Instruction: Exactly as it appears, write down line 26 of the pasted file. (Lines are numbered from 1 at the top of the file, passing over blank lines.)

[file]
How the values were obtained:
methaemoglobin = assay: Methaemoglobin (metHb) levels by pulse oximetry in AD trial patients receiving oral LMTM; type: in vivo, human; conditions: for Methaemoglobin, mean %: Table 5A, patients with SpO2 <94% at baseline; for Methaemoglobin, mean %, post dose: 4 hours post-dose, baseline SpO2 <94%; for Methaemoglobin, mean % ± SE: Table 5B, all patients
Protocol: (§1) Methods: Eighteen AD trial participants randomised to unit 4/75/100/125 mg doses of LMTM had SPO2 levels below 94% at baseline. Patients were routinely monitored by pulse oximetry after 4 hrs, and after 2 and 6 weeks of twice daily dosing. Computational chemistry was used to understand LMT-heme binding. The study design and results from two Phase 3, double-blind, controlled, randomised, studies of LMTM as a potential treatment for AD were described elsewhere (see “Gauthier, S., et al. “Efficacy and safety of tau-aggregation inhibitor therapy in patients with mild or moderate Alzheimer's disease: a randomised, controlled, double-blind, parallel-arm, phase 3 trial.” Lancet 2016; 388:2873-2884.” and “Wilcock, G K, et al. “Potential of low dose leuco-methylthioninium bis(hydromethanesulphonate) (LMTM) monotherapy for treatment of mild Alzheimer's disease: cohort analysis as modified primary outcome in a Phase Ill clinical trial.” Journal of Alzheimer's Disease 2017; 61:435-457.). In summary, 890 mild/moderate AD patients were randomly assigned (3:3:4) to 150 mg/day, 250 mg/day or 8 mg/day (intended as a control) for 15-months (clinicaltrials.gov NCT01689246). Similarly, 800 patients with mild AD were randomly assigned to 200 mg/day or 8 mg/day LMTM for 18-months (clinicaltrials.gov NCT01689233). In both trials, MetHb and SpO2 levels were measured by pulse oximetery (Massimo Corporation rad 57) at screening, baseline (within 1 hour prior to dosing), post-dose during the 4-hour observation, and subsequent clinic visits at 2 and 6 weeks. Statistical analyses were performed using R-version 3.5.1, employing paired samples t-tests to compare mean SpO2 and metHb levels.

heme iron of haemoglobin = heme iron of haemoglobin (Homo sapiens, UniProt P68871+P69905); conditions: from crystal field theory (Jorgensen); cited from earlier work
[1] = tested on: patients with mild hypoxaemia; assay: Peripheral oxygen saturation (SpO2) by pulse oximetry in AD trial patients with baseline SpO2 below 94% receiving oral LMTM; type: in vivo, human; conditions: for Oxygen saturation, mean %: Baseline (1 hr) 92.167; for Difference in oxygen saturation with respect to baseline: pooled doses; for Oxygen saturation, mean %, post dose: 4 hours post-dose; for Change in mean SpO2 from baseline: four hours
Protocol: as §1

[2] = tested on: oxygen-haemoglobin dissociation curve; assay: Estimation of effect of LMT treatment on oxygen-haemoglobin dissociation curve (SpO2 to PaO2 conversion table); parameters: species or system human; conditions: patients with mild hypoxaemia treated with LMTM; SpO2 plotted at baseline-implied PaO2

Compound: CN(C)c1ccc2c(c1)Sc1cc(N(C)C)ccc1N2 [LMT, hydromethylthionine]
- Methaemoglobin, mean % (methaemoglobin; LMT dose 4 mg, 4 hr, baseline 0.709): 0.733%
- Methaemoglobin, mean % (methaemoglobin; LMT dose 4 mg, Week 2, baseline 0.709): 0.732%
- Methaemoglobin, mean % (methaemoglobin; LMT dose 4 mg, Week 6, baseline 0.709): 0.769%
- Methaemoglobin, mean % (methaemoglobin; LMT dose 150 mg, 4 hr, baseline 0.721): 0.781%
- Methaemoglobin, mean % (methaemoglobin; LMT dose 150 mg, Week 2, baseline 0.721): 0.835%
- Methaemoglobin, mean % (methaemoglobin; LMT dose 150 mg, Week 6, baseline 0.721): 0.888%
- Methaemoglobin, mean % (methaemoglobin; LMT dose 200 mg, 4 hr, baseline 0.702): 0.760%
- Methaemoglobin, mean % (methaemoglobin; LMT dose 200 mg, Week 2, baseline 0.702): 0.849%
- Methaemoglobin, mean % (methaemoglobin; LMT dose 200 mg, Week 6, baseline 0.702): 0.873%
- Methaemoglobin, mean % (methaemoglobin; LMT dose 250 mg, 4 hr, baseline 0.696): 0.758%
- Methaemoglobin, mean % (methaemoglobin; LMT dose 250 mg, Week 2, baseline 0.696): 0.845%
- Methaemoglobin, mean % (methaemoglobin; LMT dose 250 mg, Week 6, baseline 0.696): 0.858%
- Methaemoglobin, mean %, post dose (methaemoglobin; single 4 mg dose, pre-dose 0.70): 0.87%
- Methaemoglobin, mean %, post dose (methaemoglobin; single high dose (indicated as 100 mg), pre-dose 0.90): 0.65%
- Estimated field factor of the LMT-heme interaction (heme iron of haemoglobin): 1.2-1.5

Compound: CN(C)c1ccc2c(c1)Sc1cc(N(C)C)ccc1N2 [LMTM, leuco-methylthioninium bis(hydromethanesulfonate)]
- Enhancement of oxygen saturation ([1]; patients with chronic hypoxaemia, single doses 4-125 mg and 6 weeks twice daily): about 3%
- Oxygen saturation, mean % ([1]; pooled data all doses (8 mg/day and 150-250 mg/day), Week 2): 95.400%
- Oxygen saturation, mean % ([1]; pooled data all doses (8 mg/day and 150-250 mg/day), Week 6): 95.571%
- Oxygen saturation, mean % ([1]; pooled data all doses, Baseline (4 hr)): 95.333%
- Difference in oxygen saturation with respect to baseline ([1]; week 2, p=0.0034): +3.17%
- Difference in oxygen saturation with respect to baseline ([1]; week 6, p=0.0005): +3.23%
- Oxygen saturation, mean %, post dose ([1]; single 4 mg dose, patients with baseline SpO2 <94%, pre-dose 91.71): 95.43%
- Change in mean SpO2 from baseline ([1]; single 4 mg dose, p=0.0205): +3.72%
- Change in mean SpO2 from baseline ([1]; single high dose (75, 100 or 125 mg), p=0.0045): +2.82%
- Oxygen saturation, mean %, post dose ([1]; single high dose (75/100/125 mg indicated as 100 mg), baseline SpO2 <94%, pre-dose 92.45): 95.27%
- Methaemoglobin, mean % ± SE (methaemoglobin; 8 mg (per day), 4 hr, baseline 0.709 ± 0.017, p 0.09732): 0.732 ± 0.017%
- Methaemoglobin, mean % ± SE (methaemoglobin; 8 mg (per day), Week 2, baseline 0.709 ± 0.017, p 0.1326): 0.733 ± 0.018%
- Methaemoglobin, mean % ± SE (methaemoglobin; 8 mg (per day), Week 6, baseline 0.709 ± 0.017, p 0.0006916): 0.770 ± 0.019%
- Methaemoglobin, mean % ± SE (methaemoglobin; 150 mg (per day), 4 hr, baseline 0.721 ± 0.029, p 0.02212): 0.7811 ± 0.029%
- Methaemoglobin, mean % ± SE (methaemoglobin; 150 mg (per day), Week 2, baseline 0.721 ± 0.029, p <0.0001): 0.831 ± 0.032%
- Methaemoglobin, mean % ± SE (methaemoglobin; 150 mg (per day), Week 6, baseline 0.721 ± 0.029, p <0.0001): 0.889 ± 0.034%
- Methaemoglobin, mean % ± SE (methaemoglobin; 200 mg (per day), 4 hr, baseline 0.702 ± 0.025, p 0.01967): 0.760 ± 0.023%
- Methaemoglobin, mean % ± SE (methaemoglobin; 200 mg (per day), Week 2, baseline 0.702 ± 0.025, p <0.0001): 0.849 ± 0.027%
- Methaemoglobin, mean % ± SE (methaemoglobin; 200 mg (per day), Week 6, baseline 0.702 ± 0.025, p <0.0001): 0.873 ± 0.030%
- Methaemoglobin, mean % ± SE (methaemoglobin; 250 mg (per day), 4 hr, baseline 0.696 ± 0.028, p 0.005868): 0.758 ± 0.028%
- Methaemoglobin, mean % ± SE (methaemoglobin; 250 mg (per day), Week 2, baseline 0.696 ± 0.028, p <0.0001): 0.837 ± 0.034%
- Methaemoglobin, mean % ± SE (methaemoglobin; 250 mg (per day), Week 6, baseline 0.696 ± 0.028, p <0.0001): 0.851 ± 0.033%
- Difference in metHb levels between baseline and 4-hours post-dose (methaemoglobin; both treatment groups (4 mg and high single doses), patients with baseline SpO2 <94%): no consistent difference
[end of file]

- Oxygen saturation, mean % ([1]; pooled data all doses (8 mg/day and 150-250 mg/day), Week 2): 95.400%